Chevy Volt to get 230 mpg rating

Ultra-high mileage for GM's electric-drive Volt could give it a marketing boost.

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By Peter Valdes-Dapena, senior writer

GM CEO Fritz Henderson touted the fuel economy of the Volt on Tuesday in Detroit.

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DETROIT( -- The Chevrolet Volt, GM's electric car that's expected to go on sale in late 2010, is projected to get an estimated 230 miles per gallon, the automaker announced Tuesday.

That exceptionally high government mileage rating could give the Volt a major boost. For the first time, car buyers will easily be able to compare electric cars with ordinary gas-powered cars.

"Having a car that gets triple-digit fuel economy can and will be a game changer for us," said GM CEO Fritz Henderson.

Determining fuel economy for an electric car is a tricky matter. While General Motors (GM, Fortune 500) has been working with the Environmental Protection Agency for years on the issue, the agency says it has not tested a Chevy Volt and therefore cannot confirm the fuel economy values claimed by GM.

50 mpg? or 5,000?

Basically, you will be able to drive the Volt for about 40 miles using the lithium-ion batteries. For those driving less than that, gas mileage is essentially unlimited. It is only after 40 miles that the Volt will start using gas.

"Most Volt drivers will operate on a daily basis without having to use a single drop of gas," said Henderson, saying that three out of four drivers travel 40 miles or less a day.

Fuel economy for hybrid vehicles like the Toyota Prius is displayed in the same way as it is for any other gasoline-powered vehicle. It gets 46 mpg, for example, versus 19 mpg for a V-6 Ford Mustang.

That standard works because all the energy used by the Prius ultimately comes from burning gasoline. The Prius just uses that energy more efficiently than other cars do.

The Chevrolet Volt, on other hand, runs on electricity that comes from two sources -- a battery as well as a gasoline engine.

When gasoline is providing the power, the Volt might get as much as 50 mpg. But that mpg figure would not take into account that the car has already gone 40 miles with no gas at all.

So let's say the car is driven 50 miles in a day. For the first 40 miles, no gas is used and during the last 10 miles, 0.2 gallons are used. That's the equivalent of 250 miles per gallon. But, if the driver continues on to 80 miles, total fuel economy would drop to about 100 mpg. And if the driver goes 300 miles, the fuel economy would be just 62.5 mpg.

The Volt will need to be plugged in at night to recharge. The company said it estimates it will need 8 kilowatt hours for the recharge necessary to travel 40 miles. That should cost a total of about 40 cents at off-peak electricity rates in Detroit, Henderson said. National figures from the Department of Energy suggest most consumers would pay more than that, probably around 88 cents per recharge.

Even at those modest recharging costs, and limited use of gasoline, it will be difficult for the Volt to save money for their owners, according to auto sales service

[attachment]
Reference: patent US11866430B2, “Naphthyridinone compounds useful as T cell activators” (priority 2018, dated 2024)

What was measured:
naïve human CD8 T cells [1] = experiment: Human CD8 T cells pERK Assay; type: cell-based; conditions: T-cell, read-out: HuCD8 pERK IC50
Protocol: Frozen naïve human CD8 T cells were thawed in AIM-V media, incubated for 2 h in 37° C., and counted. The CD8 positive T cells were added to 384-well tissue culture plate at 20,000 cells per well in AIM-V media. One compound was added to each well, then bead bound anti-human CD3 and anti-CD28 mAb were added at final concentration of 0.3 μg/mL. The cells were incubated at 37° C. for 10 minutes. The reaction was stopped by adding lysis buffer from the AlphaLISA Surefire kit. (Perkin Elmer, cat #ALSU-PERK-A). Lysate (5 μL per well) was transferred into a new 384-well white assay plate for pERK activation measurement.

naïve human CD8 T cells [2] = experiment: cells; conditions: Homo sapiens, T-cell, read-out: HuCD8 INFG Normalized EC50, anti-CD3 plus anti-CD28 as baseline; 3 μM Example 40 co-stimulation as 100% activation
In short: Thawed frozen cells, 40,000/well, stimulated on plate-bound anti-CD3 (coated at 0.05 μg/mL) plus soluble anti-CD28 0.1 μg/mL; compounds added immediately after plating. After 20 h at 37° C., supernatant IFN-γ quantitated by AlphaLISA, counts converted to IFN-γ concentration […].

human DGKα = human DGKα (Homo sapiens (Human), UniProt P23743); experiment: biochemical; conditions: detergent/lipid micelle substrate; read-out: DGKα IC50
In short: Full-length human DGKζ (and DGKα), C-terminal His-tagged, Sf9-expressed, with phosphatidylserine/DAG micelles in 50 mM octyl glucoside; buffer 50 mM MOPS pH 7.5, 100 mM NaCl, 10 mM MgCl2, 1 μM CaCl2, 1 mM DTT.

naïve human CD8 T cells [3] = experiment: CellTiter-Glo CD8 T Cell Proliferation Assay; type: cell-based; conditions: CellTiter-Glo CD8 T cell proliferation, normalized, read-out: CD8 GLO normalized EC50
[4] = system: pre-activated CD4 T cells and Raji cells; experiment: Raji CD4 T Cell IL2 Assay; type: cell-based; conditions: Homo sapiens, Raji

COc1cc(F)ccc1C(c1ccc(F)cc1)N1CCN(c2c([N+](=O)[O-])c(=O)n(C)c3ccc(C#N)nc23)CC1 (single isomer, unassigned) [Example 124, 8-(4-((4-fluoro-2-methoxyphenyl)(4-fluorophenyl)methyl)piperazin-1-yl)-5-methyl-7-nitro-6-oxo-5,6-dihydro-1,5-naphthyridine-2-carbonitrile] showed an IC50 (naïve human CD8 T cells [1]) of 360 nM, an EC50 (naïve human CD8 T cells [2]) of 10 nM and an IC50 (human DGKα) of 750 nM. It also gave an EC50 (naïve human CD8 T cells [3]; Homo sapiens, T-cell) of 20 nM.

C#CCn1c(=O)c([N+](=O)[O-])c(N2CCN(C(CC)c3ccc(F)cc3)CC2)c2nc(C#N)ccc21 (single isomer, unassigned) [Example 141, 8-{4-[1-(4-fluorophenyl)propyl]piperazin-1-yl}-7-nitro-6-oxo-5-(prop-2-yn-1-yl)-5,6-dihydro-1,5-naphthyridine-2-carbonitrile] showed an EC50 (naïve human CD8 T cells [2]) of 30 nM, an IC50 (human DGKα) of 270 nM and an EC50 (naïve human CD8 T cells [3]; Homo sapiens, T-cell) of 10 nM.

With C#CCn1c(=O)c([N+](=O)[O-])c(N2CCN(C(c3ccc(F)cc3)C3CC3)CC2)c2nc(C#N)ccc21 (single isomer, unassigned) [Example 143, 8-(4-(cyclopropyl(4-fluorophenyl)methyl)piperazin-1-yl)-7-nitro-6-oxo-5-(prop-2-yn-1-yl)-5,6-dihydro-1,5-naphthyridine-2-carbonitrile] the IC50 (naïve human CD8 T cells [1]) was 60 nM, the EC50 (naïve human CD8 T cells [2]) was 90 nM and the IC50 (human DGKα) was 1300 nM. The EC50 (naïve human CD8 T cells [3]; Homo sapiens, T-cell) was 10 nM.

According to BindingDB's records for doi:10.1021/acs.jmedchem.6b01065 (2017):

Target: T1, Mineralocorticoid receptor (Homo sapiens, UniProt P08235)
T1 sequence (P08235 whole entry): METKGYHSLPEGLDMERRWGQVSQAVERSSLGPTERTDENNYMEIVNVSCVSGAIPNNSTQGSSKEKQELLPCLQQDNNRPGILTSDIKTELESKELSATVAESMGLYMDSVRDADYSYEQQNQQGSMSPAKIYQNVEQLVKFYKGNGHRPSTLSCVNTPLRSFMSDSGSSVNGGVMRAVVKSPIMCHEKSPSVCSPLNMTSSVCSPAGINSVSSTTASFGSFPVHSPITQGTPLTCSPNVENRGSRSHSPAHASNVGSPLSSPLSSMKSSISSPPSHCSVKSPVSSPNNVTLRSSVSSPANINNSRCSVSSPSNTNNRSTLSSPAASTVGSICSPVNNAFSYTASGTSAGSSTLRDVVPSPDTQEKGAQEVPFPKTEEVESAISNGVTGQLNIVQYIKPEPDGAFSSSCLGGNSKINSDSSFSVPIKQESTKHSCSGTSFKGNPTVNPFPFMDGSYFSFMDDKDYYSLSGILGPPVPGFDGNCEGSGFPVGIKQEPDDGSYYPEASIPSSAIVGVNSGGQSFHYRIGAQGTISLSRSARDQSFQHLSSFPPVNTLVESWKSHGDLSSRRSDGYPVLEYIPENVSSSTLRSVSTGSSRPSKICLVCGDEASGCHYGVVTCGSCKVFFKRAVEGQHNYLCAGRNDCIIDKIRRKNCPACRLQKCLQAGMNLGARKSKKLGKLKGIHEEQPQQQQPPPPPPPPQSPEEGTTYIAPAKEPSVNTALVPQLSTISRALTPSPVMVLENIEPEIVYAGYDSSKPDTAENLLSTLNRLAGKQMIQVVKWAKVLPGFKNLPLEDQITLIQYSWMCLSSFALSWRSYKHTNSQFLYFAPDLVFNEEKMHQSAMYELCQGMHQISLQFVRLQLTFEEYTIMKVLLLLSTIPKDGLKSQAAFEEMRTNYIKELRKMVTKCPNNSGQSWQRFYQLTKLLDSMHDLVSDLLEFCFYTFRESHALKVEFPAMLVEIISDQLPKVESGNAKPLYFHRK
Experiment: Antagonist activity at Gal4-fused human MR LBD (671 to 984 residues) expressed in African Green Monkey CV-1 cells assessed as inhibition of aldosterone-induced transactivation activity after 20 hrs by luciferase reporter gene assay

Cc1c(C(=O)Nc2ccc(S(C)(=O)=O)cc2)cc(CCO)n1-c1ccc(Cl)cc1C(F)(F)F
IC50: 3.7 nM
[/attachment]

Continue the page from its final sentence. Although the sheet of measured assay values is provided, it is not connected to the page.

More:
"Even if the Volt's fuel savings could possibly be as dramatic as today's numbers suggest, the expected purchase price will be much higher than that of existing hybrids, and it will take years to pay off its price premium," notes senior analyst Jessica Caldwell.

Making -- and selling -- the Volt

The fuel efficiency rating is based on the EPA's proposed methodology which GM used in its Volt tests and applies to city driving only. Henderson said GM is confident that when Volt's combined city/highway mileage average is calculated, it will be over 100 mpg.

But GM is obviously focused on the 230 mpg estimate as part of its early marketing campaign for the vehicle. It unveiled a logo with the number 230, with the zero looking like a cross between a smiley face and electrical plug.

Edmunds officials said they have doubts about the assumptions used to achieve the lofty fuel economy estimate.

"For most people, it is not realistic to expect that kind of mileage in real world driving," said Michelle Krebs, a senior analyst.

But Krebs said the Volt is likely to get achieve significantly better fuel economy than current offerings, such as the Toyota Prius that gets an estimated 50 mpg.

GM started pre-production of the car in June is making about 10 a month. "Volt is becoming very real, very fast," Henderson said.

Henderson conceded the cost of building a Volt will be expensive, about $40,000 per vehicle. But he said the vehicle will qualify for a $7,500 tax credit, which will reduce the vehicle cost by that amount for consumers.

He also stressed that GM has not set the pricing for the Volt, and conceded the company may have to subsidize the vehicle. The goal: Make enough sales to move the Volt from "first generation" to lower-cost future designs.

"The cost of the vehicle in the first generation is high," he said.

GM has not given sales targets for the first year, other than to say it will sell only thousands in the first year, and tens of thousands after that. senior writer Chris Isidore contributed to this story. To top of page

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